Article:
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Interaction of AI-Enabled Quantitative Coronary Plaque Volumes on Coronary CT Angiography, FFR CT , and Clinical Outcomes: A Retrospective Analysis of the ADVANCE Registry.

BACKGROUND: Luminal stenosis, computed tomography-derived fractional-flow reserve (FFRCT ), and high-risk plaque features on coronary computed tomography angiography are all known to be associated with adverse clinical outcomes. The interactions between these variables, patient outcomes, and quantitative plaque volumes have not been previously described.

METHODS: Patients with coronary computed tomography angiography (n=4430) and one-year outcome data from the international ADVANCE (Assessing Diagnostic Value of Noninvasive FFRCT in Coronary Care) registry underwent artificial intelligence-enabled quantitative coronary plaque analysis. Optimal cutoffs for coronary total plaque volume and each plaque subtype were derived using receiver-operator characteristic curve analysis. The resulting plaque volumes were adjusted for age, sex, hypertension, smoking status, type 2 diabetes, hyperlipidemia, luminal stenosis, distal FFRCT , and translesional delta-FFRCT . Median plaque volumes and optimal cutoffs for these adjusted variables were compared with major adverse cardiac events, late revascularization, a composite of the two, and cardiovascular death and myocardial infarction.

RESULTS: At one year, 55 patients (1.2%) had experienced major adverse cardiac events, and 123 (2.8%) had undergone late revascularization (>90 days). Following adjustment for age, sex, risk factors, stenosis, and FFRCT , total plaque volume above the receiver-operator characteristic curve-derived optimal cutoff (total plaque volume >564 mm3 ) was associated with the major adverse cardiac event/late revascularization composite (adjusted hazard ratio, 1.515 [95% CI, 1.093-2.099]; P =0.0126), and both components. Total percent atheroma volume greater than the optimal cutoff was associated with both major adverse cardiac event/late revascularization (total percent atheroma volume >24.4%; hazard ratio, 2.046 [95% CI, 1.474-2.839]; P <0.0001) and cardiovascular death/myocardial infarction (total percent atheroma volume >37.17%, hazard ratio, 4.53 [95% CI, 1.943-10.576]; P =0.0005). Calcified, noncalcified, and low-attenuation percentage atheroma volumes above the optimal cutoff were associated with all adverse outcomes, although this relationship was not maintained for cardiovascular death/myocardial infarction in analyses stratified by median plaque volumes.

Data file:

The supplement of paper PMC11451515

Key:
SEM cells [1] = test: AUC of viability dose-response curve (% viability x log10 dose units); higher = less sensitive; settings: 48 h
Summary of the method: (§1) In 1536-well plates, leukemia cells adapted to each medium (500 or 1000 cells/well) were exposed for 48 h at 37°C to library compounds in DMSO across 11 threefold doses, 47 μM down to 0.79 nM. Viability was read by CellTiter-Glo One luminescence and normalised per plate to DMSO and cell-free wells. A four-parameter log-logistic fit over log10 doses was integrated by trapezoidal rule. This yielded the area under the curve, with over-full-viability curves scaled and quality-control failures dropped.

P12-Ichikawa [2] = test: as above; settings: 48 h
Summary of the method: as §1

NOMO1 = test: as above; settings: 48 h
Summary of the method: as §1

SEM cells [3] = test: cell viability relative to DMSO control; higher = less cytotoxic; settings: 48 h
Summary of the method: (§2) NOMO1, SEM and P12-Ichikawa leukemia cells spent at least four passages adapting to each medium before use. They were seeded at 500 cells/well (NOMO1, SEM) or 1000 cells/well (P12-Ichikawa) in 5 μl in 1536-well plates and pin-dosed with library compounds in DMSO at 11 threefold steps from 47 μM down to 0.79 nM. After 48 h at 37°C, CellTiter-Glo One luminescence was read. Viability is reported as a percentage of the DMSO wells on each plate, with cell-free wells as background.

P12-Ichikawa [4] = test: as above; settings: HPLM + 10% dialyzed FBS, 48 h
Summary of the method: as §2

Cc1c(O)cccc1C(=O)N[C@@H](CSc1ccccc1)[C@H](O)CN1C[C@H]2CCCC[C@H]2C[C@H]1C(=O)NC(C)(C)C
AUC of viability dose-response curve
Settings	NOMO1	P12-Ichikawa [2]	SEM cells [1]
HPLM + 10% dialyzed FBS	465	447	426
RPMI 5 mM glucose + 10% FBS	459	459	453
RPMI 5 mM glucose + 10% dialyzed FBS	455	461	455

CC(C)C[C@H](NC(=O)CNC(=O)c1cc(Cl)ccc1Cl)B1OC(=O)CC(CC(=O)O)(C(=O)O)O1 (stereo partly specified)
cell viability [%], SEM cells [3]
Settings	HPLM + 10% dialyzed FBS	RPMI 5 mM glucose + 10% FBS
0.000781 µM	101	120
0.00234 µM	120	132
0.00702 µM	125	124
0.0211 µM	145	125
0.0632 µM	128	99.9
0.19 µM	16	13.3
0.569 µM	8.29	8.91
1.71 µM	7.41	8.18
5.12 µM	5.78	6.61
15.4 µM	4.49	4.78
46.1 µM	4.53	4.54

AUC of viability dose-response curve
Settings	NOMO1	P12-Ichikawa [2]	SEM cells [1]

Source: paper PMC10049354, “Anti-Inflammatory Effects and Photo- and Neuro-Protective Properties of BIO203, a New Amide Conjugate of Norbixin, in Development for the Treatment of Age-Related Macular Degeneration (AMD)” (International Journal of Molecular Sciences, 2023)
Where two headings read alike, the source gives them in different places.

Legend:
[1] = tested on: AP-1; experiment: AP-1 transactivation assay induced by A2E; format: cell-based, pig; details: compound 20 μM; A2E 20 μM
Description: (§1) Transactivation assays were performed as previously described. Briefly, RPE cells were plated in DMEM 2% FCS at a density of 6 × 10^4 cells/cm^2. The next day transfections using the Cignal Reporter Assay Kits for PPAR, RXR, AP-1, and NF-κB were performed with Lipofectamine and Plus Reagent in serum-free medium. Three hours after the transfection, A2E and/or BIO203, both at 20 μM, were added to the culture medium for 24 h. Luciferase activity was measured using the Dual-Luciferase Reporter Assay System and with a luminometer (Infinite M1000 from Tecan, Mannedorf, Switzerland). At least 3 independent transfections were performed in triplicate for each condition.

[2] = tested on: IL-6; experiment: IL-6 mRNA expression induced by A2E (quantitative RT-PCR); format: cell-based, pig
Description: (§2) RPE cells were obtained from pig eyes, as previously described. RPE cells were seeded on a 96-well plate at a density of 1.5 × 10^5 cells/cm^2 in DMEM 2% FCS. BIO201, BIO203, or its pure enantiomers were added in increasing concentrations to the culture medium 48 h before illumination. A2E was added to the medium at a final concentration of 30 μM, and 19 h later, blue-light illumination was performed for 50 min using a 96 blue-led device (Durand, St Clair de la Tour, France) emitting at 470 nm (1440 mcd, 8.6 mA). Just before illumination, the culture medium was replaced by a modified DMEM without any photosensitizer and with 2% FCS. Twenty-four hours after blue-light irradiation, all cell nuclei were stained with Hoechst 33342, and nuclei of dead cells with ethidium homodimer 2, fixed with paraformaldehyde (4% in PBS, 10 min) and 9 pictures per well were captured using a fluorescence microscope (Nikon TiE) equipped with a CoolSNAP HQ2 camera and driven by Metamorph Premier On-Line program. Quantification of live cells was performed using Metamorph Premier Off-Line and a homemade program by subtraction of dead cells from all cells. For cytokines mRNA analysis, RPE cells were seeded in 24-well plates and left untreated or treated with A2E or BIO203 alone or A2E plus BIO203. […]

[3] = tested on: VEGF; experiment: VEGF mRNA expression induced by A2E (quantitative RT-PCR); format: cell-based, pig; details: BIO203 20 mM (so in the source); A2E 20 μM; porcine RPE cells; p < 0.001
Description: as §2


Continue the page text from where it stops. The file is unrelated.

CONCLUSIONS: Analysis of the ADVANCE registry using artificial intelligence-enabled quantitative plaque analysis shows that total plaque volume is associated with one-year adverse clinical events, with incremental predictive value over luminal stenosis or abnormal physiology by FFRCT .

REGISTRATION: URL: https://www.clinicaltrials.gov; Unique identifier: NCT02499679.

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